Friday, September 2, 2016

Organization & Tin Can DIY

Hello friends! Today I thought I'd share with you a few tips on how to "organize in style" in the classroom! I've also put together a fun tin can DIY for you at the end of this post! 

Are you a new teacher overwhelmed with lack of storage and space in the classroom? Are you a returning teacher and needing some stylish storage advice to update your room? Perhaps you are headed back to school this week and are looking for a few quick organization ideas to start the new school year off. 

When you start planning classroom organization you think of cute labeled bins, matching colorful containers, and a place for everything/everything in it's place, right? Classroom decor, storage, and organization ideas have come along way! There are so many kinds of boxes, bins, containers and even items you can create to store your classroom supplies!

When setting up your classroom you will have to think about literacy, math, & science manipulative storage, arts & crafts storage, curriculum storage, etc. You will have to keep in mind ease of access for students to grab materials. You will also have to think about long-term storage. What will you do with items that are not used everyday? 

My very first new teacher purchase was to help me organize my new classroom... bright plastic bins from the dollar store! They were inexpensive, useful to hold art supplies/manipulatives, and fit just right into my classroom storage cabinets. 

I created labels, laminated the labels, and attached with Velcro. Velcro is SO useful in the classroom and I love it so much for labels. I often switch labels around and move things around to different size containers and Velcro makes things non-permanent! These bins have lasted me quite a few years!

If you are searching for some cute and EDITABLE labels you might want to check these Pre-K Tweets Chalkboard Labels out. They are new for fall and oh-so-cute! 

Another idea I like to use for storage is plastic shoe boxes. They are transparent and stackable!

I purchase my shoe boxes from The Container Store. I love them because they have clear lids and are inexpensive. I also like that when I need more I can just order them online AND I know they will have the exact size I need. I don't have to go hunting back to a store looking for the matching boxes with a turquoise lid or the same exact size.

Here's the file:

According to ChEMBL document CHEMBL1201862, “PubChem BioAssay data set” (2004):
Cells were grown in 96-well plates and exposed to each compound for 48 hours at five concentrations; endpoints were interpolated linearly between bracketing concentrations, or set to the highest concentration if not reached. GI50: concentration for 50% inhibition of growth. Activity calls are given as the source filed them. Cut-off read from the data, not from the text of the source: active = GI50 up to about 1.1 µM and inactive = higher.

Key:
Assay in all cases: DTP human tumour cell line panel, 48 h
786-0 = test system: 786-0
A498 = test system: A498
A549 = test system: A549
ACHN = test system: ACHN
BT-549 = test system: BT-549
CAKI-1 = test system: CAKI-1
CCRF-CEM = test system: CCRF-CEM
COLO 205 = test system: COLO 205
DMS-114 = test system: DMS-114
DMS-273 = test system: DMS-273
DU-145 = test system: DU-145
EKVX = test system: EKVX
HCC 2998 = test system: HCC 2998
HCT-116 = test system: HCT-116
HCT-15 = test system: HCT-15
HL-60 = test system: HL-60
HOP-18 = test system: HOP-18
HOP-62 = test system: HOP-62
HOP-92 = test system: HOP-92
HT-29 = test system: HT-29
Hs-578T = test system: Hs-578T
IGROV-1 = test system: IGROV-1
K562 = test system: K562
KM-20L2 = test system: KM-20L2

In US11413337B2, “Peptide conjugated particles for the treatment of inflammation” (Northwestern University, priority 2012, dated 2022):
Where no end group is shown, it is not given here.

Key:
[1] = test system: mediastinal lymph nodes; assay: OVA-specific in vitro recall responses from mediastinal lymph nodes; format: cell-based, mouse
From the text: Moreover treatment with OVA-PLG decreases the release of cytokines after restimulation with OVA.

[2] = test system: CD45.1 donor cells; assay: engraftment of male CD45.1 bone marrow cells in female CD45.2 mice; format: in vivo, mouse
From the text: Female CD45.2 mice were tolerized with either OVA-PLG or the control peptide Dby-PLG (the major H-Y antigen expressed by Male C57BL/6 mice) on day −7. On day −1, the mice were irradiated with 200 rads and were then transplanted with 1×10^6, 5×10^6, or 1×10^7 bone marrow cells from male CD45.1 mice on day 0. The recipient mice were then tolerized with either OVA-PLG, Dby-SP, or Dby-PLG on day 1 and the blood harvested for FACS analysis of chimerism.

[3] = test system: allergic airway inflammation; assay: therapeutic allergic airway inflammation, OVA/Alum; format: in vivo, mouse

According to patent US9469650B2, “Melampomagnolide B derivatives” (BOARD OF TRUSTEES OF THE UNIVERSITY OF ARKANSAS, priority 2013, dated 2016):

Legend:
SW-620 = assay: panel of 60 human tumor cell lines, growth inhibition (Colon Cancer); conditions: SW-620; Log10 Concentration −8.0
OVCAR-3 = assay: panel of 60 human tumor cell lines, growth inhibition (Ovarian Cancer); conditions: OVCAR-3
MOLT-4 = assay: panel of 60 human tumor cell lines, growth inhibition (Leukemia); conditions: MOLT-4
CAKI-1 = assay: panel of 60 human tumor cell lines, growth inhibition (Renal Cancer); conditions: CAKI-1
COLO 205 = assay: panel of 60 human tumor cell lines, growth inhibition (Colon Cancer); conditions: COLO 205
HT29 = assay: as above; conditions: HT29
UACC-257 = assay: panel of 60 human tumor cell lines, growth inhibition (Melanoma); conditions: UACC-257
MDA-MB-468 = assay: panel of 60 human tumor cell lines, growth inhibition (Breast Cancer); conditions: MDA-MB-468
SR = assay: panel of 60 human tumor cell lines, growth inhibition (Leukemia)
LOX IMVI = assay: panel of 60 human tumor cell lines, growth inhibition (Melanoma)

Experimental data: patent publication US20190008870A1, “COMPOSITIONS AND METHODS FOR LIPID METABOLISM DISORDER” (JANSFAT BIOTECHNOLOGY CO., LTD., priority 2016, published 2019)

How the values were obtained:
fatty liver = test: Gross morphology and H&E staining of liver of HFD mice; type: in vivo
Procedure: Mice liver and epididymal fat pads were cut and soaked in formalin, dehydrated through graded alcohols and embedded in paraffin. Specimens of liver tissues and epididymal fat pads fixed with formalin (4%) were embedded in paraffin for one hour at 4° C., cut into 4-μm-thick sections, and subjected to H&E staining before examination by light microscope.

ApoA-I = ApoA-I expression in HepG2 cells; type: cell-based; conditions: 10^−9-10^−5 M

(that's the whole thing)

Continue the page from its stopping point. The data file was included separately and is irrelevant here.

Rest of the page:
I have used these storage boxes in my art supply cabinet in my classroom and also for craft supply storage at home. 

For a stylish and matching look, attach chalk board stickers (can be purchased from a craft store) and label with a white paint pen!

My go-to staples for classroom organization are: baskets, bins, crates, and mason jars!

I search home decor aisles, discount stores,, and garage sales for these kinds of containers!

Mason jars are great for your writing or art center storage! You can paint them (or leave them plain) and students can practice matching like colors into the jars. 

Sometimes you have to think out-side-the-box about classroom storage for supplies! I've often had to get creative and think of other uses for things. 

I purchased this silverware caddy on clearance and I've used it in the classroom for my desk supplies and also during art projects!

I love things that serve double-duty and that I can borrow for other uses!

For crayon tubs, I found the perfect containers (with handles) in the hardware store...of all places! Students can easily grab them for activities and take them to group tables.